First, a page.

Frequently asked questions
What are talking therapies?
Psychological Therapy, sometimes referred to as "talking therapy", is a collaborative process that involves talking to someone (in my case, a Clinical Psychologist) about your thoughts, feelings and behaviours to help you understand and develop effective strategies to manage your distress.
Therapy can involve talking about your early experiences to help you understand how these might have influenced the difficulties that you experience in the here and now by explore your thoughts, feelings and behaviour in order to understand how to make positive changes in your life.
Therapy can take different forms for each person. We are all unique and it is important that the therapeutic approach is a good fit, so that therapist and client can collaboratively create a safe space where change can be achieved.
What can I expect?
Generally, the therapy journey begins with an initial assessment appointment where your therapist will ask you a series of questions about your current circumstances and past experiences to gain a better understanding about you as a person and the difficulties you are experiencing now.
Part of this process will involve identifying a goal / focus for the therapy, so thtat you and your therapist can agree on what aspects of your life you would like support with and begin to explore how change might be achieved.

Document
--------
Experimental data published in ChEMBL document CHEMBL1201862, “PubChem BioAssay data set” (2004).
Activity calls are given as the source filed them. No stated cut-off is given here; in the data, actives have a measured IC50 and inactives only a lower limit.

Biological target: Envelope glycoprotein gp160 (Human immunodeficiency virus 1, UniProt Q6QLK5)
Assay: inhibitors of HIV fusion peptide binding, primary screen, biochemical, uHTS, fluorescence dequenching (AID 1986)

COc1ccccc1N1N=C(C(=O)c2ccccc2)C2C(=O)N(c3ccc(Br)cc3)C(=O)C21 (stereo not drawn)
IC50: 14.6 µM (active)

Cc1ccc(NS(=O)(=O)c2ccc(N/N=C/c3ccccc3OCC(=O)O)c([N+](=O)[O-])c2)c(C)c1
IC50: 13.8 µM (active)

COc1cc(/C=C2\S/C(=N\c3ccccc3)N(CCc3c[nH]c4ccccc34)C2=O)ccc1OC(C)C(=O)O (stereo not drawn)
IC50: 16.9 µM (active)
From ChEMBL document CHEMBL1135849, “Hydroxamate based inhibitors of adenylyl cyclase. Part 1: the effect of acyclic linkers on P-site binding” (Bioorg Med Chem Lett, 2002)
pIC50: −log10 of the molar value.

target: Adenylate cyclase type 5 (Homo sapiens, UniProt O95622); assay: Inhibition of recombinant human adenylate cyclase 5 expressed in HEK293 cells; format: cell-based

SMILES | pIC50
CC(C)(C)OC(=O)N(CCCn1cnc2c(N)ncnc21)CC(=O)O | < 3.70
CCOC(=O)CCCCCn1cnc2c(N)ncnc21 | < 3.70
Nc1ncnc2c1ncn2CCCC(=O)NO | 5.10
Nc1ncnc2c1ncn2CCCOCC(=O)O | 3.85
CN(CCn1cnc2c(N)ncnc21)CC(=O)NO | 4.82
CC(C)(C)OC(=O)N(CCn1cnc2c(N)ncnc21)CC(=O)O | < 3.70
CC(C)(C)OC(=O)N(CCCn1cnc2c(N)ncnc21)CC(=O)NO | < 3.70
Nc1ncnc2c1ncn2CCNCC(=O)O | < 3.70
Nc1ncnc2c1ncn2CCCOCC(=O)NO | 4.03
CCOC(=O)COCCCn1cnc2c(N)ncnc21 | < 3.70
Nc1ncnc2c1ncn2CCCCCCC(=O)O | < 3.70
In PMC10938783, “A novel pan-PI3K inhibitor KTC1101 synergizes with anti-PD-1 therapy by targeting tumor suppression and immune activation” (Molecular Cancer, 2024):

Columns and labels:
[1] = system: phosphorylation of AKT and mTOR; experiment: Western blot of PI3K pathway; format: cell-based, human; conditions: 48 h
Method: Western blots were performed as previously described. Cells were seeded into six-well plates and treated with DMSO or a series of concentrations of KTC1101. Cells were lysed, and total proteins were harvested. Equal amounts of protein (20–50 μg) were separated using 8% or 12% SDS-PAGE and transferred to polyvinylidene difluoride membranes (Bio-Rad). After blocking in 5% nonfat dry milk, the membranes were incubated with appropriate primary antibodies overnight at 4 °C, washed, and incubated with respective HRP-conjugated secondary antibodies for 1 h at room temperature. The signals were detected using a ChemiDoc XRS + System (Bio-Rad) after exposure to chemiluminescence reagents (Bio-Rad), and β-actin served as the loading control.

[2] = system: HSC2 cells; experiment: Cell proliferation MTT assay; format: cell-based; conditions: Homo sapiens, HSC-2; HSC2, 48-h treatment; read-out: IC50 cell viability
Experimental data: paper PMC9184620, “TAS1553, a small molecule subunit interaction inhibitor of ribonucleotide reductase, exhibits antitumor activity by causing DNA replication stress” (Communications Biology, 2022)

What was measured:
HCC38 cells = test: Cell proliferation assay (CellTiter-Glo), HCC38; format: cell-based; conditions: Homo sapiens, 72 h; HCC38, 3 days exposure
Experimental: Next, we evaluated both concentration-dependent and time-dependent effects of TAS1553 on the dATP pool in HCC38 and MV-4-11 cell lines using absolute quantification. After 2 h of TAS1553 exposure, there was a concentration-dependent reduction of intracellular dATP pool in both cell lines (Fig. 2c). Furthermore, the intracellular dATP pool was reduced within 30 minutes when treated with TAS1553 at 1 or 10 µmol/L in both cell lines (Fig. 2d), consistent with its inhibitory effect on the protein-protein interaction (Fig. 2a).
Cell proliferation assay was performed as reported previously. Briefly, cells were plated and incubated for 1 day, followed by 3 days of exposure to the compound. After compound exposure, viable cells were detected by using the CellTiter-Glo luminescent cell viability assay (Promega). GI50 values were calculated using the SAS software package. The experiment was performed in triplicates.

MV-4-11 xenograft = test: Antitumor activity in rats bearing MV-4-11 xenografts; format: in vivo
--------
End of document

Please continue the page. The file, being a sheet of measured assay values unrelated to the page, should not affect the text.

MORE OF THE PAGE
At the assessment appointment, your therapist will explain different options and therapy approaches they might be able to offer and you will make a joint decision about how best to proceed.
Following the first appointment, your therapist will agree with you on an approximate number of sessions before setting a review point. At this stage, the therapy will either continue or you may decide that the work completed is sufficient and agree on a plan for ending the therapy journey.
What is a Clinical Psychologist?
In the United Kingdom, a Clinical Psychologist is a qualified professional who has usually completed a Doctorate programme in Clinical Psychology.
Clinical Psychologists have extensive training in understanding, assessing and treating a range of mental health difficulties using different psychological approaches to best suit the client's needs. They are skilled in determining the most appropriate support and are trained in more than one therapy.
Clinical Psychology is a protected title which is regulated by the Health and Care Professions Council (HCPC). Anyone with an undergraduate degree may call themselves a psychologist. However, Clinical Psychologist is a legally protected title, which means that only professionals who meet standards set out by the Health and Care Professions Council (HCPC) can use this title. All Clinical Psychologists in the UK must be registered with the HCPC. You can click here to check the HCPC register.